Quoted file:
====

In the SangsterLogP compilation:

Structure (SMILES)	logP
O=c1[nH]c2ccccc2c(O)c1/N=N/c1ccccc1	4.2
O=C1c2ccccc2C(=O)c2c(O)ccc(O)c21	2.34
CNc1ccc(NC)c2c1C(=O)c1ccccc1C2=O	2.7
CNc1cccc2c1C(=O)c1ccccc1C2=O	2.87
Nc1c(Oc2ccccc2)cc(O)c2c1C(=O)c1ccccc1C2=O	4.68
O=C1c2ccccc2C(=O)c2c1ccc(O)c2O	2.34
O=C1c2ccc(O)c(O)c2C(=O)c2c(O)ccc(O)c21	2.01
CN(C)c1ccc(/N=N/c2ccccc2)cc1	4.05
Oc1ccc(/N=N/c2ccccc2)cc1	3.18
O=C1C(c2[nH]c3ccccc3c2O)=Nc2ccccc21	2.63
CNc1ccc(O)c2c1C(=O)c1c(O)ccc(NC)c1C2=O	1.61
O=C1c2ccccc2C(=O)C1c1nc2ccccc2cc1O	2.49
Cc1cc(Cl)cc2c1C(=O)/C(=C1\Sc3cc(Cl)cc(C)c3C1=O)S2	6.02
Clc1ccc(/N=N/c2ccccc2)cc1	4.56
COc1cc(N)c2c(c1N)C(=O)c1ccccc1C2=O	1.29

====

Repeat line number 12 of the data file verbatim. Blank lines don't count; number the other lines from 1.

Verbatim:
O=C1C(c2[nH]c3ccccc3c2O)=Nc2ccccc21	2.63